Hurricane Sandy is coming, and boaters across Northern Virginia are preparing for the worst. At the Belle Haven Marina along the George Washington Memorial Parkway, dozens of boaters cast off for Tantallon Marina, which is near Fort Washington, Md.
It is anticipated that the storm, which will likely hit Northern Virginia on Monday and Tuesday, will bring wind gusts of up to 75 miles per hour.
"We're not worried about the flooding. It should not be an issue," said Chip Johnston, dock master at the Belle Haven Marina.
"Have you been to Tantallon before?" said Alexandria boater Tony Asterita. "It's pretty protected in there, and if the wind is coming in from the northwest, we should be fine."
Strong northwest winds don't have the boaters worried of flooding. "If the wind comes from the northwest, you'll be able to walk across the Potomac, because there won't be any water left. It's the wind that we have to worry about," said one boater who spoke anonymously. "The whole sandbar will be exposed. The wind will blow all the water down in the Potomac to the Chesapeake Bay."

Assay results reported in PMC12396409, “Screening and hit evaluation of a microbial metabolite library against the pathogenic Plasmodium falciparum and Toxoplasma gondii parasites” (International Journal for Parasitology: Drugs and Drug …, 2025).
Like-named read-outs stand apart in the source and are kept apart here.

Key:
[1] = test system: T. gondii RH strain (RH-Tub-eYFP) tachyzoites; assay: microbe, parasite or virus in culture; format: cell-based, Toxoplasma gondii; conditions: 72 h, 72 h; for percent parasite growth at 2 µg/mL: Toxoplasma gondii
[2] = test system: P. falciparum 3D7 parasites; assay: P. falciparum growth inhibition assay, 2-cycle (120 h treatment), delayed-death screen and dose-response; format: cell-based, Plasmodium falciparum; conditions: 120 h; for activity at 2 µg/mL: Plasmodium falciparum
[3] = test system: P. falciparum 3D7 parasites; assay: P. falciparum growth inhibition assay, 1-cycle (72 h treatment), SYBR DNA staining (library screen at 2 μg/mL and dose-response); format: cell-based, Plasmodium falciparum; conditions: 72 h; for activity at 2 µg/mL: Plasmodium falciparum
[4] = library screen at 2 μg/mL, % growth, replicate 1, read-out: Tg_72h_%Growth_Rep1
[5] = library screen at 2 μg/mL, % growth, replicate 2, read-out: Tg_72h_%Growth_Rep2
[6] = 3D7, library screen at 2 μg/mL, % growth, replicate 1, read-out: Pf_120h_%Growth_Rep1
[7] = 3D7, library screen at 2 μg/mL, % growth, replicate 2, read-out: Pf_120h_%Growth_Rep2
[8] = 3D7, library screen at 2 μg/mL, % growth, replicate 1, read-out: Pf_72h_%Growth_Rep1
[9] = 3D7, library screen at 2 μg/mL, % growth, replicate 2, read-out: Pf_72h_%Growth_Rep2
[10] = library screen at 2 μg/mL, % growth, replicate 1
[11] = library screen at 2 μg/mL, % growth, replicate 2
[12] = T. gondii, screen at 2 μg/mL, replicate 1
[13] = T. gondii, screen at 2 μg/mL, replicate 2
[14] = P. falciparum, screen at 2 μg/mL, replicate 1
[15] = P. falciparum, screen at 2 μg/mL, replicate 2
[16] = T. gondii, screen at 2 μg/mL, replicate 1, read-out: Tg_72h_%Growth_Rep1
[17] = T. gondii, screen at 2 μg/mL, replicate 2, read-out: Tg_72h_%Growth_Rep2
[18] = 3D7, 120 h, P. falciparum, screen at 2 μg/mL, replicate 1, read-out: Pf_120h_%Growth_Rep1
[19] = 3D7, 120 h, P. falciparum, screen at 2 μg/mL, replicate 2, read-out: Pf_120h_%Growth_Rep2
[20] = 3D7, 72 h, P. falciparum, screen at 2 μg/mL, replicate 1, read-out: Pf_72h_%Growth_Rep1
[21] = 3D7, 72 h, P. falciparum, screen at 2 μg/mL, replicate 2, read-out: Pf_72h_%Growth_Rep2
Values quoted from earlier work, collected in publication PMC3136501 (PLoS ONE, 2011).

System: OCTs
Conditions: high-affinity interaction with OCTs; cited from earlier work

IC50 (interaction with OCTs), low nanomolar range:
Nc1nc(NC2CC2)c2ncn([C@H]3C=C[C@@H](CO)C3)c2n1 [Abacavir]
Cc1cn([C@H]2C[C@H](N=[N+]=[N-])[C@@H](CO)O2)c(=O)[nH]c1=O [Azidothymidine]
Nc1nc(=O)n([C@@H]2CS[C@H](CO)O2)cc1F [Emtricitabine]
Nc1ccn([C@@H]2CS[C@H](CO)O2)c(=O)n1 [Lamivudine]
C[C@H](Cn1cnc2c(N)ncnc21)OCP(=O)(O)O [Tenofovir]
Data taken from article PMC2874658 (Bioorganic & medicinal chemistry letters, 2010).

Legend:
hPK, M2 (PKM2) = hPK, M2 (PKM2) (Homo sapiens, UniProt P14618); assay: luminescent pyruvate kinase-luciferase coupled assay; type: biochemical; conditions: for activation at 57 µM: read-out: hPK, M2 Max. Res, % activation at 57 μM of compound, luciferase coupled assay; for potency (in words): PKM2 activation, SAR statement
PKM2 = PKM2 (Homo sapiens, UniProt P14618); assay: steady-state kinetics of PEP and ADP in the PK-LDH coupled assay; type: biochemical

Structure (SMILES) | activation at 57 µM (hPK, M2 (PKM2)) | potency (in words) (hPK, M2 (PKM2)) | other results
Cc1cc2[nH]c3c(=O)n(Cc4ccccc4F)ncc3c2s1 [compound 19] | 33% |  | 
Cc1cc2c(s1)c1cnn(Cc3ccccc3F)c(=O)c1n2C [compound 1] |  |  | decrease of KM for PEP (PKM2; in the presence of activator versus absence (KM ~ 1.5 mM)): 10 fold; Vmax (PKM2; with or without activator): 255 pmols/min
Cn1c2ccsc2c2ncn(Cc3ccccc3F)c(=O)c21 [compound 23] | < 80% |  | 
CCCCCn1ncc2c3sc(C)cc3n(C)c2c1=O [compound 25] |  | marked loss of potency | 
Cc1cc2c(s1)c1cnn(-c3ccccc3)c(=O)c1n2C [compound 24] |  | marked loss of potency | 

It's a windy 45-minute ride across the Potomac to Tantallon Marina. There, Patch found about 100 boats docked and prepped for the storm.
"Normally we've got about 65 boats here, but this is a protective cove, and we have floating docks. Everyone's tied down, everything's tied up, and we have good security," said marina manager Rhonda Hunziker. "But I always get nervous with these storms. You never really know what they're going to do."
Asterita was relieved at the end of his voyage. "It's all secure and my mind is finally at ease," he said, adding that he would return for his 25-foot sailboat "Claire" after the storm clears by Wednesday.